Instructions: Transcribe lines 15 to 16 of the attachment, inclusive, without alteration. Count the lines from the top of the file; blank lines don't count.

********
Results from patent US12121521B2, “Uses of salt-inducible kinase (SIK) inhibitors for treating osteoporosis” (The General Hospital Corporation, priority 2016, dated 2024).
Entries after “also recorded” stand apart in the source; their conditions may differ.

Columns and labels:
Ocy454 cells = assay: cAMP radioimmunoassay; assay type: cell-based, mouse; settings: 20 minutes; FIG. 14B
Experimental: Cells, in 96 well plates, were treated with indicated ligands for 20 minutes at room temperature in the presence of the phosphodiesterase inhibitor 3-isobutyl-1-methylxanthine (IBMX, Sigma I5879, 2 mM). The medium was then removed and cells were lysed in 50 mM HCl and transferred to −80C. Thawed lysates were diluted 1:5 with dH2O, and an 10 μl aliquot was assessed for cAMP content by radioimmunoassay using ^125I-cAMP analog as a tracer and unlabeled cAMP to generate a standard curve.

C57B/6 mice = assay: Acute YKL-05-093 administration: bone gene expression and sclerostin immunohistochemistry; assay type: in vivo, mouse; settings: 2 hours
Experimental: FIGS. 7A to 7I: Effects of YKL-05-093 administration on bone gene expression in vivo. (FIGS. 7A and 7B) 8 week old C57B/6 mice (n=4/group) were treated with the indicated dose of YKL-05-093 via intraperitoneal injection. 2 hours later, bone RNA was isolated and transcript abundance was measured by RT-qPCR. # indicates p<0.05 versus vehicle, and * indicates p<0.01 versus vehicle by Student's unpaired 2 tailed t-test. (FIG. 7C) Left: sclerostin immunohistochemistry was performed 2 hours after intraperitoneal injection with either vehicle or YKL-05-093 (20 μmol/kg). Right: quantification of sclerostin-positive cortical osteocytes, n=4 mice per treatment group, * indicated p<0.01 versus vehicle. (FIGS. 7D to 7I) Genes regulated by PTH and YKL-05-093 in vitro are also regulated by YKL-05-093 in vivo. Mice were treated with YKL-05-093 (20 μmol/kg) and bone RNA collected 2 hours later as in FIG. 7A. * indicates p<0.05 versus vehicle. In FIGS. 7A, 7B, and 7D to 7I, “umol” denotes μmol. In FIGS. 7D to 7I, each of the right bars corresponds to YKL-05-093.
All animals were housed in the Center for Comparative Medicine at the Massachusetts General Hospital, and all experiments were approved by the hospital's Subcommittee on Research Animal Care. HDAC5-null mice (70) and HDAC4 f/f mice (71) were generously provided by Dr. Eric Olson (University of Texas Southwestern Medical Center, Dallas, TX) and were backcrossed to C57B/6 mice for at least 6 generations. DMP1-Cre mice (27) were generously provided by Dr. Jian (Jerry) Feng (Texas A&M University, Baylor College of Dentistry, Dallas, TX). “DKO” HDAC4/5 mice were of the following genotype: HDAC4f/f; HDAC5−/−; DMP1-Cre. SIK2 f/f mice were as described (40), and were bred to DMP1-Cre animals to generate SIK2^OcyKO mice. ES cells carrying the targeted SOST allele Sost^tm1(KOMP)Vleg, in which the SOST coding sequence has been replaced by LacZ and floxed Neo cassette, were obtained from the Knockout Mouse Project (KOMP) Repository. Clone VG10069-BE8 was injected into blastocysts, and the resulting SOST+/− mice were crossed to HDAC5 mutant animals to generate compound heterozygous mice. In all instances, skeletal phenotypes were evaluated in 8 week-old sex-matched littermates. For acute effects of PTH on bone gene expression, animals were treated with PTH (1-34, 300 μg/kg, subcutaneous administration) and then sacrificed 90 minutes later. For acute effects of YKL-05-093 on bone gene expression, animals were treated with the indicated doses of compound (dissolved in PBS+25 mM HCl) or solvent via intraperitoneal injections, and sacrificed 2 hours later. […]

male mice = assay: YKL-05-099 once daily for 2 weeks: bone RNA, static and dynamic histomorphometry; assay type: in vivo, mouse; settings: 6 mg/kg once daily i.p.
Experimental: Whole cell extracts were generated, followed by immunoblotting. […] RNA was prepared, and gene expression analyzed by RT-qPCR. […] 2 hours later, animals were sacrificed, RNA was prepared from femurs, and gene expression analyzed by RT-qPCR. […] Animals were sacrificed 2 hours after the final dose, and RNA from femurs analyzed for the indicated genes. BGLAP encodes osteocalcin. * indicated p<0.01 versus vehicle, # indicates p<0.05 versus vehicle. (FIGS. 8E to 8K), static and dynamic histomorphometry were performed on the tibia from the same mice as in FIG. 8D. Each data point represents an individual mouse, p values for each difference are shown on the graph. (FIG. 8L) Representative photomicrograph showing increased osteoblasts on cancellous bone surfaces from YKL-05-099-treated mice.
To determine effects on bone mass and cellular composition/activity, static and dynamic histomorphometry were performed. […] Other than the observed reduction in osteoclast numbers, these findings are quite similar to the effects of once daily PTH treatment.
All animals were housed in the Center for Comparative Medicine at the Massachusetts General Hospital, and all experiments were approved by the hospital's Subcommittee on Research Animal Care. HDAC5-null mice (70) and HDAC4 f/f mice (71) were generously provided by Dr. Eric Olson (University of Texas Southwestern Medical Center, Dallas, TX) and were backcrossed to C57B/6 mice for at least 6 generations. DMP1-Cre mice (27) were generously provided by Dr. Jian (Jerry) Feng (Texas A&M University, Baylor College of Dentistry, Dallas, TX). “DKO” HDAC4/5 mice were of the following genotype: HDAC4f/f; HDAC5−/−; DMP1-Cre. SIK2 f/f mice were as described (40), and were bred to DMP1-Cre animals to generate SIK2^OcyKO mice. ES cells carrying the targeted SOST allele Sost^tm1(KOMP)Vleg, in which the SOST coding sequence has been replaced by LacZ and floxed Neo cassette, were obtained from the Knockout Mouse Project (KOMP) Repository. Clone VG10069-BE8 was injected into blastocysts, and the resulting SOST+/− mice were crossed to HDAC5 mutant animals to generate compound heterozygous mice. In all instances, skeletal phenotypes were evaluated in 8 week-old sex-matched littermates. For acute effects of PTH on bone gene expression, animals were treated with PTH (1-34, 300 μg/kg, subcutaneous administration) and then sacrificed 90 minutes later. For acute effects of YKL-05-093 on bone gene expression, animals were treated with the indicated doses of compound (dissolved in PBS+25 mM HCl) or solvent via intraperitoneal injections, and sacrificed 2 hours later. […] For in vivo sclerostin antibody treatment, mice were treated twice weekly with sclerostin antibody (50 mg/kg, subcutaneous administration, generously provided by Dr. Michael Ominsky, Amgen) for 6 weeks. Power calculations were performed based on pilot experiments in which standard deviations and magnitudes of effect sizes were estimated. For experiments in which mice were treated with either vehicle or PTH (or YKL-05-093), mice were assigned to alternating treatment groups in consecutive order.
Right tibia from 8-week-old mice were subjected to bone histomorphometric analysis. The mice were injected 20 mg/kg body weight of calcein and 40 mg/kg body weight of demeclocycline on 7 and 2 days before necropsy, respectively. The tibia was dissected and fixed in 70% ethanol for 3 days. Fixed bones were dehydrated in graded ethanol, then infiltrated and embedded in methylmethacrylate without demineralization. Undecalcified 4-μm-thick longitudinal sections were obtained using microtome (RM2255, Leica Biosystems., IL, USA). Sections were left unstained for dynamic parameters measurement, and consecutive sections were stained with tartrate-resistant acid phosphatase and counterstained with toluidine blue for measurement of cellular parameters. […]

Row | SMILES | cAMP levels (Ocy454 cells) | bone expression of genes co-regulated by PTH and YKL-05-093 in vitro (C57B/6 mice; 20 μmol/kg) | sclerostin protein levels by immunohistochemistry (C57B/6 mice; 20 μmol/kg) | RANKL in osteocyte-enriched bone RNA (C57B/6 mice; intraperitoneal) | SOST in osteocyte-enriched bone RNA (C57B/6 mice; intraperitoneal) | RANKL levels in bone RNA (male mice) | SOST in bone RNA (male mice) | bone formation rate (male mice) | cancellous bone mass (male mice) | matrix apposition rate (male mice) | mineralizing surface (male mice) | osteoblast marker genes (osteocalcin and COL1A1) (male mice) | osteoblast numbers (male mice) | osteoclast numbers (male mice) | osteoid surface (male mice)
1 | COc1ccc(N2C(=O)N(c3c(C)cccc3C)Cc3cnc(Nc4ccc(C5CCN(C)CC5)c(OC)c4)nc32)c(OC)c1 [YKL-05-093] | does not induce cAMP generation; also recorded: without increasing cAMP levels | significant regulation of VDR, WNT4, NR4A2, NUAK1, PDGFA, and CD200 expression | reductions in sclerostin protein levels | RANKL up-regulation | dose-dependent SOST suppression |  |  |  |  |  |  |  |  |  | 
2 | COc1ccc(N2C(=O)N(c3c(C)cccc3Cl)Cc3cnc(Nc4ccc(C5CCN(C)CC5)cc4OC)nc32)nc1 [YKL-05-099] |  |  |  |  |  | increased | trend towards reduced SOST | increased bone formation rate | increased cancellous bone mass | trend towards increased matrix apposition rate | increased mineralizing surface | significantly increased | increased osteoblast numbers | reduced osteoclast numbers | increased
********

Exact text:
1 | COc1ccc(N2C(=O)N(c3c(C)cccc3C)Cc3cnc(Nc4ccc(C5CCN(C)CC5)c(OC)c4)nc32)c(OC)c1 [YKL-05-093] | does not induce cAMP generation; also recorded: without increasing cAMP levels | significant regulation of VDR, WNT4, NR4A2, NUAK1, PDGFA, and CD200 expression | reductions in sclerostin protein levels | RANKL up-regulation | dose-dependent SOST suppression |  |  |  |  |  |  |  |  |  | 
2 | COc1ccc(N2C(=O)N(c3c(C)cccc3Cl)Cc3cnc(Nc4ccc(C5CCN(C)CC5)cc4OC)nc32)nc1 [YKL-05-099] |  |  |  |  |  | increased | trend towards reduced SOST | increased bone formation rate | increased cancellous bone mass | trend towards increased matrix apposition rate | increased mineralizing surface | significantly increased | increased osteoblast numbers | reduced osteoclast numbers | increased